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Saturday, February 8, 2014 - 2:33pm

UPDATE: Fire at Savannah Port Contained, Residents Warned of Dense Smoke

Updated: 9 months ago.
Georgia Tech students Megan Fechter and Daniel Wise stopped to watch the smoke plume during a visit to Savannah Saturday afternoon. Photo credit: Sarah McCammon

A fire that sent a massive smoke plume into the air over Savannah on Saturday has been contained, but worries about air quality continued into early Sunday morning.

Savannah Fire spokesman Mark Keller advises visitors to the downtown area to avoid being outdoors until the air is clear of smoke.

"Just stay inside as much as possible," Keller says. "Any smoke is dangerous to breathe, whether it's smoke from a fireplace or whether it's smoke from burning rubber."

Keller says he's hoping the plume will continue to dissipate, rather than settling in downtown Savannah. He says the spread of the smoke will depend on weather conditions such as humidity and wind.

The National Weather Service in Charleston, S.C. has issued a dense smoke advisory for the area until 11 p.m. Saturday. (Update: That advisory was extended to 6 a.m. Sunday morning).

No injuries were reported in connection with the fire.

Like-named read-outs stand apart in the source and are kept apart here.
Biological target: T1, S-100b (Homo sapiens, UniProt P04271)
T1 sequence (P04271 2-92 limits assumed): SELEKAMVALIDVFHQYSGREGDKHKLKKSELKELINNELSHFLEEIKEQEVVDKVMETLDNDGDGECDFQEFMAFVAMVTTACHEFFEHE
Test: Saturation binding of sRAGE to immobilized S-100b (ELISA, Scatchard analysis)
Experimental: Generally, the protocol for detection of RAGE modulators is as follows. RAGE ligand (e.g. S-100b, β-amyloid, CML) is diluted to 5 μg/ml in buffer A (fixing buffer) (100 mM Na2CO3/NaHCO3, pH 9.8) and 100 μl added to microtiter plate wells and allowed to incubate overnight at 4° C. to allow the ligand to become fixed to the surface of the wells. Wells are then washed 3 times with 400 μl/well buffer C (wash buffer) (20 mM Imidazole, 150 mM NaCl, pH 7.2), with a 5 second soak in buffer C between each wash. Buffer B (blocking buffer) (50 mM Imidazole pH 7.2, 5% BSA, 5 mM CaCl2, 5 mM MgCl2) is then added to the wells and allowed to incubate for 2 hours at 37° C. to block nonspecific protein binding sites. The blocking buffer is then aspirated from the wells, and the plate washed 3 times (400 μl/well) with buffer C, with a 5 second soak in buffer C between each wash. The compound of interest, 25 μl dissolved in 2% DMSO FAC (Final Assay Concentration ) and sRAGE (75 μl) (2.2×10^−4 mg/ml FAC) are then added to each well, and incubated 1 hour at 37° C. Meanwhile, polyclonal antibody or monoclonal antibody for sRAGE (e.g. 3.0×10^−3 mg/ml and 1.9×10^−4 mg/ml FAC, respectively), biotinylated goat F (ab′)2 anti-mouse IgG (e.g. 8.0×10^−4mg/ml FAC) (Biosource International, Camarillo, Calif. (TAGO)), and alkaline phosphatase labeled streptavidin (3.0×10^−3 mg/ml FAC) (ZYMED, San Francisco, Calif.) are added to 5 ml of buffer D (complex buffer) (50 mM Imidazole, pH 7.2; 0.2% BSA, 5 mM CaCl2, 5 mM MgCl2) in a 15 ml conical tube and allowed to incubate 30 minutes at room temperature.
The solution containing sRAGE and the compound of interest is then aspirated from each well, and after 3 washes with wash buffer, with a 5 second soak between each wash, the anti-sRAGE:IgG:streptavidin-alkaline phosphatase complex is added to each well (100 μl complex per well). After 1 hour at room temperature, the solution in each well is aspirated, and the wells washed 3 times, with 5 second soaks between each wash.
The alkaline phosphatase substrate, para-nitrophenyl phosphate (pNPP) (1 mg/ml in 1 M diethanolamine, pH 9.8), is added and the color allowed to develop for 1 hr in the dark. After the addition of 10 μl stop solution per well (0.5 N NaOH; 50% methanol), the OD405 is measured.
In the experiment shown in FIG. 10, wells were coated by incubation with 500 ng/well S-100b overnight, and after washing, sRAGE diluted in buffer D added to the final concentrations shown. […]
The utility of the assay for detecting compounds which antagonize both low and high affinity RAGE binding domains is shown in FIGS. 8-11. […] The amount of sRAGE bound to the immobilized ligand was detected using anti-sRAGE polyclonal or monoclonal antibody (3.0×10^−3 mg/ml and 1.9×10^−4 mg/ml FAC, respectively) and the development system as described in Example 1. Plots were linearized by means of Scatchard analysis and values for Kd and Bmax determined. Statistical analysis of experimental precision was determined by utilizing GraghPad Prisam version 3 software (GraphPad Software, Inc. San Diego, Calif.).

Griff Lynch, the Chief Operating Officer of the Georgia Ports Authority, says no one was inside the warehouse at the time, and all port employees have been accounted for.

The fire broke out late Saturday morning at the Georgia Ports Authority's Ocean Terminal No. 3 on Savannah's west side. It began in a 2,000-square-foot warehouse containing more than 5,000 tons of rubber used in tire manufacturing.

The cause is still unknown. Keller says it may be "days" before fire officials can safely investigate.

"It's rubber product, and rubber burns for a long time," Keller says.

Keller says crews have been using water, foam, and other chemical fire retardants to control the blaze. The goal is to keep the fire contained and prevent it from spreading to another section of the warehouse.

Police closed down a section of West Bay Street Saturday, but the Talmadge Bridge across the Savannah River has remained open.

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